Plunging Ranula

plunging ranula MRI

There is a well-defined cystic lesion (T2-hyperintense) within the right sublingual space. It dives anteriorly through a mylohyoid defect into the right submandibular space anterior to the right submandibular gland. The appearances are classical for diving or plunging ranula. The coronal T2W MR shows this to advantage.

Collectively, the mucocele, the ranula, and the cervical, or plunging ranula are clinical terms for a pseudocyst that is associated with mucus extravasation into the surrounding soft tissues. These lesions occur as the result of trauma to the salivary gland excretory duct, although obstruction of salivary flow is implicated in some instances.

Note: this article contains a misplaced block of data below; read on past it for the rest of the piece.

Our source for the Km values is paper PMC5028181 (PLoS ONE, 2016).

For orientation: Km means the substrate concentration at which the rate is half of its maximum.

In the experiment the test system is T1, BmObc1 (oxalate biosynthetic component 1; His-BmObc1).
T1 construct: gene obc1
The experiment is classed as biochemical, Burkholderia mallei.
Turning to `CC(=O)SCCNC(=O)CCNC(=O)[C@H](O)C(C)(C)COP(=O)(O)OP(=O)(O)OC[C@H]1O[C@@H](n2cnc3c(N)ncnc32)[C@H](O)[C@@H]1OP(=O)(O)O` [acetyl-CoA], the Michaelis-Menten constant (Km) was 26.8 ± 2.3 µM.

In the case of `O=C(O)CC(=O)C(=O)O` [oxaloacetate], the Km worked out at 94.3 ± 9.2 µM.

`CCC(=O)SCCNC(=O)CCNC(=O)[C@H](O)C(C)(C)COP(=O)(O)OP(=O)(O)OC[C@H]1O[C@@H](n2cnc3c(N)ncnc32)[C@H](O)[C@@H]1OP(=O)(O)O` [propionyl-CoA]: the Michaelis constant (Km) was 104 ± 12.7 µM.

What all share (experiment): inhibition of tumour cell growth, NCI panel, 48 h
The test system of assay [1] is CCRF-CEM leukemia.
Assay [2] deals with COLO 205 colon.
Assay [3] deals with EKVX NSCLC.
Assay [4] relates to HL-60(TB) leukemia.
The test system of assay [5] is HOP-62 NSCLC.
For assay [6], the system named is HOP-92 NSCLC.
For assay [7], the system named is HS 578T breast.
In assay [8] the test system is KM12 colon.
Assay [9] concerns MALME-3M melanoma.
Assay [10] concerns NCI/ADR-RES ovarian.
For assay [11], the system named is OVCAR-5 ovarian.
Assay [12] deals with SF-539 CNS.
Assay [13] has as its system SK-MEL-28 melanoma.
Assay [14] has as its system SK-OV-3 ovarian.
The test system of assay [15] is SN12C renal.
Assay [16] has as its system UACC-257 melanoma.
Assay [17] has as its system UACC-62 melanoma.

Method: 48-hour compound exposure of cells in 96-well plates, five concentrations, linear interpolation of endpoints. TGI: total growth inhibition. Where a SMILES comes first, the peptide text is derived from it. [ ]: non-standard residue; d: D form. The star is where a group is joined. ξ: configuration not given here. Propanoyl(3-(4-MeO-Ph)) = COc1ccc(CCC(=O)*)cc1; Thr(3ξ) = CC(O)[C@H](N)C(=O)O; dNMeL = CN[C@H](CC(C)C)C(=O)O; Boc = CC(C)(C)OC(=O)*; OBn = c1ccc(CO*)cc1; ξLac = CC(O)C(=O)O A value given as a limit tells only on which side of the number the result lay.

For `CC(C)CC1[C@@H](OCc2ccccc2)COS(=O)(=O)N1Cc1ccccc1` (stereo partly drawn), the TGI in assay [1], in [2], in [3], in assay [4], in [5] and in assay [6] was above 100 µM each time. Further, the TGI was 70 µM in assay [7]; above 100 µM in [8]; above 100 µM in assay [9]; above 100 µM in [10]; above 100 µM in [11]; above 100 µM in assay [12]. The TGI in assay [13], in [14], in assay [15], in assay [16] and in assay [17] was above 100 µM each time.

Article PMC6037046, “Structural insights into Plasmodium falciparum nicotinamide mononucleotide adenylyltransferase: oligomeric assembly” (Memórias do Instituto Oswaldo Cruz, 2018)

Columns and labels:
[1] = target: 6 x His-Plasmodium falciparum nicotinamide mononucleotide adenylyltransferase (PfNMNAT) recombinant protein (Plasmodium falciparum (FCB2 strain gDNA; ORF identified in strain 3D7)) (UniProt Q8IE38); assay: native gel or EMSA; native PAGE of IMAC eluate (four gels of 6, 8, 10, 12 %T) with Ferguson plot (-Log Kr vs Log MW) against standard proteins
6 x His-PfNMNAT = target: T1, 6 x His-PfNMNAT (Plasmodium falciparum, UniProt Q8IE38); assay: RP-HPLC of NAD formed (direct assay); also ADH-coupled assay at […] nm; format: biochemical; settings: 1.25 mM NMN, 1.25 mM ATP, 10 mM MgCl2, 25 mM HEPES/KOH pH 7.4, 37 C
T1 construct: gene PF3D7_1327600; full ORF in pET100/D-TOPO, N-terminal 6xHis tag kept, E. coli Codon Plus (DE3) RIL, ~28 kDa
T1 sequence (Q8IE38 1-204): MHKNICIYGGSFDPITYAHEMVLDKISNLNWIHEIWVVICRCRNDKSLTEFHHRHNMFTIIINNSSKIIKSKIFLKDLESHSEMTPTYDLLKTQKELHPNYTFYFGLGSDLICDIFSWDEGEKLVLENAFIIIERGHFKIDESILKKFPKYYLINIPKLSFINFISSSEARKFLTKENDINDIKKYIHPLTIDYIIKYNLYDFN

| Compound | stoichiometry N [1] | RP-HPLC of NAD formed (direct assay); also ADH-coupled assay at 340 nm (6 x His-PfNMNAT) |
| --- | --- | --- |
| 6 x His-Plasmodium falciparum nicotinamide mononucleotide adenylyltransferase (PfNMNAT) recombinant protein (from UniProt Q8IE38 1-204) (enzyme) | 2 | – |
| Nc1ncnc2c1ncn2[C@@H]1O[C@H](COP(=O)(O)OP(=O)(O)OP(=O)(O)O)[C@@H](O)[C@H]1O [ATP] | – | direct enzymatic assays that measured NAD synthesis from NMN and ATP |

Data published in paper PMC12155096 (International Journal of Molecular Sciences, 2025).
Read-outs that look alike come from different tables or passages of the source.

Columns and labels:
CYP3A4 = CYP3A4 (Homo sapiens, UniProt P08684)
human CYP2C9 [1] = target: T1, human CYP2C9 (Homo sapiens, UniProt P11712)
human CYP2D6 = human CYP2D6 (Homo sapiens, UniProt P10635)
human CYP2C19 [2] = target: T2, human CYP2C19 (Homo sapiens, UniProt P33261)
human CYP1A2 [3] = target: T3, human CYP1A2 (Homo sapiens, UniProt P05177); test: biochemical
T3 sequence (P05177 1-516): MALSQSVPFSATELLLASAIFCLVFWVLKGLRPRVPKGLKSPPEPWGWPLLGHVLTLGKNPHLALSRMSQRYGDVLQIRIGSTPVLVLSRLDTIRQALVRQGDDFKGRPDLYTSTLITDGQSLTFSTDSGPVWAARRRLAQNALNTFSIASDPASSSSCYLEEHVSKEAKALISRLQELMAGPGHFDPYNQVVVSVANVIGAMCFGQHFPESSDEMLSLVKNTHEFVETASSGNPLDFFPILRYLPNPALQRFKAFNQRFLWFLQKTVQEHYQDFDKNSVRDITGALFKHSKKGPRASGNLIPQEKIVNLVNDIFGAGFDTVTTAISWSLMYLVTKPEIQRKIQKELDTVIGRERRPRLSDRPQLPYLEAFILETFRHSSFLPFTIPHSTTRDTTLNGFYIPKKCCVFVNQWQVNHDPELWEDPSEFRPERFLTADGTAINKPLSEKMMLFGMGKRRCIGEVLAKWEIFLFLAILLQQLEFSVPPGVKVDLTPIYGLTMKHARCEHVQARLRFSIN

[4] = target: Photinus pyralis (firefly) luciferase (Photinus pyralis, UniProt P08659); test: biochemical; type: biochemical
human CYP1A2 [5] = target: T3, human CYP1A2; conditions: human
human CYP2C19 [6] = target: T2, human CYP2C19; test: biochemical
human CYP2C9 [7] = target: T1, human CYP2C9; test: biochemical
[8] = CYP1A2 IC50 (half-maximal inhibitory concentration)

Ranulas, which involve the major salivary glands, are divided into 2 types: oral ranulas and cervical ranulas. Oral ranulas are secondary to mucus extravasation that pools superior to the mylohyoid muscle, whereas cervical ranulas are associated with mucus extravasation along the fascial planes of the neck.

Reference: Coit W, Harnsberger H, Osborn A, Smoker W, Stevens M, Lufkin R. Ranulas and their mimics: CT evaluation. Radiology 1987; 163:211-216.

Credit: Dr Abhijit Datir